Judging us all
spiked editor Mick Hume in The Times (London).
The Prime Minister has pledged that policy announcements will now be made not by spin-doctors briefing media contacts, but by ministers addressing the highest public forum in our democracy. Yesterday the Home Secretary demonstrated what Mr Blair had in mind, by revealing his plans for new anti-paedophile laws not in the House of Commons but in the News of the World.
David Blunkett flattered the newspaper for having ‘campaigned tirelessly’ for Sarah’s Law (which would allow public access to information about sex offenders).
He assured the NoW that ‘the Government has already implemented seven eighths’ of its demands, and said he could ‘promise News of the World readers’ that, within a year, he would deliver a new law to allow ‘community involvement in managing sex offenders’.
Coming days after the conviction of Roy Whiting for the horrific murder of Sarah Payne, Blunkett’s intervention is typical of a system we might describe as government by kneejerk. The hard-headed business of lawmaking seems increasingly influenced by emotion and theatrical gestures. Legislation is proposed on all sides as an immediate reaction to highly charged events, rather than the result of dispassionate reflection.
The past week’s news has been dominated by three important trials, concerning the Selby rail crash, the murder of Sarah Payne and the attack on student Sarfraz Najeib in Leeds. This extraordinary coincidence provides a revealing snapshot of the way in which issues to do with criminal justice and the Home Office now dominate domestic debate.
Trials such as these are no longer seen simply as legal cases to be judged on the basis of the evidence. They are treated more like courtroom morality plays. Each case is now assumed to carry a wider message about the society in which we live, so that each verdict is seen in some way as a judgment upon us all. And the emotive reaction seems always to be a call for yet more new laws to police or protect us.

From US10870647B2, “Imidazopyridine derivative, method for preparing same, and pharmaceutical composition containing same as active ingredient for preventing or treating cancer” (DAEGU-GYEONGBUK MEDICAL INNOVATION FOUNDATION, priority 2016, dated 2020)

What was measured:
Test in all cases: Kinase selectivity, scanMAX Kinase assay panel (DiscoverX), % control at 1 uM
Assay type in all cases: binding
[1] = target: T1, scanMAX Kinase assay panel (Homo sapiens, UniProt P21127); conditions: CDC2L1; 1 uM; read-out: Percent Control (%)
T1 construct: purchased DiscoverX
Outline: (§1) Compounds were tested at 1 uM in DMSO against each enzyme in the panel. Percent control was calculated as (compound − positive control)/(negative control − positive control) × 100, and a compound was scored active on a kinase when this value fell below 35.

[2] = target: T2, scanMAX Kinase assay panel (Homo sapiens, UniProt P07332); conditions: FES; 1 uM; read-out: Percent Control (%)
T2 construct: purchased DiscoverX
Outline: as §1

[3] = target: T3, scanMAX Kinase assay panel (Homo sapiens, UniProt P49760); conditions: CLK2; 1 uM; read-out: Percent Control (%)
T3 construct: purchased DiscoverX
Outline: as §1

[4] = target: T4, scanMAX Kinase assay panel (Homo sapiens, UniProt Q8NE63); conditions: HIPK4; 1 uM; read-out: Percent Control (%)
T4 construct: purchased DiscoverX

The Selby trial, in which Gary Hart was convicted of causing ten deaths by falling asleep at the wheel and careering on to the rail track, has been reported as an indictment of modern living, with its Internet sex, all-night phone chats and text messages, symbolised by Hart’s foolish claim that he lived at ‘a thousand miles an hour’. The conclusion some draw is that we need new laws to treat driving under the influence of sleep in the same way as drink-driving. Perhaps the police will soon be equipped with roadside tests to measure sand in the eyes, or the size of a yawn.
The trial of the Leeds footballers accused of assaulting Sarfraz Najeib was similarly treated as a parable. Lee Bowyer and Jonathan Woodgate were found not guilty of GBH, although Woodgate was convicted of affray. But reactions to the trial have made clear that it should be seen as an indictment of modern football, an entire generation of young men, racism, and alcohol. There have since been calls for new measures to curb ‘binge drinking’ (surely only new Labour’s neo-Puritans could be shocked to discover that lads drink more than four pints in a night), and to gerrymander jury selection to ensure that ethnic minorities are represented.
The Sarah Payne murder trial has been credited with even wider significance. A very rare murder is presented as evidence of a growing threat to all our children. We are bombarded with hasty demands for new laws that can only heighten the fear of ‘stranger danger’ that now poses a bigger threat to our children’s freedom than the relatively small number of predatory paedophiles.
While supporters of Sarah’s Law imagine a secret army of Roy Whitings stalking the land, many opponents take a similarly dark view of the human condition, worrying about ‘mob rule’ and declaring that children are most at risk from abuse in their own homes. Not only are we apparently besieged by sex offenders, but we are all deemed potential paedophiles or lynch mobsters now.
Life, it would appear, is one long trial today. The anxious debates surrounding these cases leave us with an unsavoury but unreal image of a lowlife society, populated by dangerous drivers, drunken yobs and racists, untrustworthy juries, violent perverts and their victims, with only Mr Blunkett, his new five-tier police force and his new friends at the News of the World holding back the deluge. The old wisdom ‘hard cases make bad law’ now seems to be considered hopelessly outdated, along with such other dusty notions as ‘innocent until proven guilty’.
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